I’m Repeating Myself About Scripted Speech


Long before we had reliable scripts we had picture schedules.

Me: I’m going to take a shower.
Him: Carry on! (Pause) Do what you’ve gotta do, baby. (Pause) Was that the spirit?

I could almost hear him flipping through his mental Rolodex of proper responses.

I’m glad that scripted speech is finally getting its due in some quarters. It’s not that original speech is not valuable, it’s just that, in our experience, 99% of the time there is something to be learned from the use of scripted speech. It might sound random sometimes but it really isn’t. Even when it’s the same thing over and over (and over) it is still telling us something, if only that the brain is overstimulated and that a redirect is required.

And really, the rest of us use scripted speech all the time. The internet thrives on scripted speech. What is a meme if not scripted speech repeated endlessly? Clickbait headlines? Scripted speech. YouTube clips? Scripted speech. Pop music? Scripted speech. It can be the fastest way to get an important idea or emotion across. Still, I understand that the autistic person’s use of scripted speech comes from a different place and has more layers than our often lazy use of slang and movie references. It’s like arriving at the same destination via completely different routes; you’re glad you understand each other but don’t assume you arrived at your mutual understanding in even remotely the same way.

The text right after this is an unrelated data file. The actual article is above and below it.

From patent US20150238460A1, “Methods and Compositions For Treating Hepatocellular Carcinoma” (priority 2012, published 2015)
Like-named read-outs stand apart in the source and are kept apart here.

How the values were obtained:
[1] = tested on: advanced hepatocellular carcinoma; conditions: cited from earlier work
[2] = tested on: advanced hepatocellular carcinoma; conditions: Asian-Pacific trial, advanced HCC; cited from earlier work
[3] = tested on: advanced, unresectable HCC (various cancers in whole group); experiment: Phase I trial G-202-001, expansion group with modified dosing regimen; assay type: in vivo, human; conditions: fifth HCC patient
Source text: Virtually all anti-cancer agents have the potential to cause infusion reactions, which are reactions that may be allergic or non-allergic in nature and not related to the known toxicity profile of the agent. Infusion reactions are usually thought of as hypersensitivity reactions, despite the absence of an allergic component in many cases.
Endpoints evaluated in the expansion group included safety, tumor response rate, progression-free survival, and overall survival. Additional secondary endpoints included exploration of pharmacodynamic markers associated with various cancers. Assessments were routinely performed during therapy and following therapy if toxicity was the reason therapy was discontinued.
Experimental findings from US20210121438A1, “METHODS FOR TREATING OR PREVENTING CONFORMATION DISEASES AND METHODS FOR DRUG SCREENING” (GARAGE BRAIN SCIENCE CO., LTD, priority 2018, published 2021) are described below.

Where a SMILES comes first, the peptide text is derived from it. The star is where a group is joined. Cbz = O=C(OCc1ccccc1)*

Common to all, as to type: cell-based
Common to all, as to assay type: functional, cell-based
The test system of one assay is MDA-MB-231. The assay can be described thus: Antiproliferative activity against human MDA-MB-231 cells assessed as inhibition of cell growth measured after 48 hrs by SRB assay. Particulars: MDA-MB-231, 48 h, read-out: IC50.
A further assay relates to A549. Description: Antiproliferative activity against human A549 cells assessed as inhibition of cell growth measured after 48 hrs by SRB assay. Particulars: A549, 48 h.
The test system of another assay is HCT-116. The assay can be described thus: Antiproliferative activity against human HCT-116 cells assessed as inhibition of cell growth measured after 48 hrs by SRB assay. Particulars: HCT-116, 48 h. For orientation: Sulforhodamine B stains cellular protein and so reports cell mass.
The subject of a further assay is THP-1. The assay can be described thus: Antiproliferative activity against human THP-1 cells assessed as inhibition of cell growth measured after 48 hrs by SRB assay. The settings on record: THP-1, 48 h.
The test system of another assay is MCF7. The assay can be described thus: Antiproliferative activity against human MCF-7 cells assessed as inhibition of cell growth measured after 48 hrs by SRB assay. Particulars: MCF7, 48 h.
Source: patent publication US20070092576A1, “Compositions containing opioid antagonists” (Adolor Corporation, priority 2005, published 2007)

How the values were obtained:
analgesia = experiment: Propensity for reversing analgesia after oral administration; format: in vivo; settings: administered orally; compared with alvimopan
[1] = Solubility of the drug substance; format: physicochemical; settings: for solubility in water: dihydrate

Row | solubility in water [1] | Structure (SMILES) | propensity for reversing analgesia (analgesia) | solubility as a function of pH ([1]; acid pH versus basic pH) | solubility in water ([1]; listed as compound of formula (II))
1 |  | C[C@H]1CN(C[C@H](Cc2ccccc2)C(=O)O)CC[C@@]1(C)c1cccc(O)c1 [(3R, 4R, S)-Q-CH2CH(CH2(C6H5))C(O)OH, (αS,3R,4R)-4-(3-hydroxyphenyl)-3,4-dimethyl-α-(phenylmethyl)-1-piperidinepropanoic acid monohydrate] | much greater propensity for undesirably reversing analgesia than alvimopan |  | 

Anyone who tries to write for a living knows that it involves the selective use of scripted speech to hold the reader long enough for new ideas to break through. Original speech is the real challenge, and that is what good editing accomplishes. But I’ve also learned that if I try to edit my speech while speaking, it will make him intensely frustrated almost immediately. It is not only necessary that we understand his scripts but that we use them, when possible, to convey our own ideas to him.

I suppose my point in bringing this up again is that I find that even as I am more accepting of his use of scripted speech, it has now reached a point at which I am not sure if we have trained him or he has trained us in its proper use. After all these years it’s easier to identify the scripted speech and to know when it is leading us away from a happy place, but is it easier because we have been doing it for so long or that he is getting better at making his needs clear?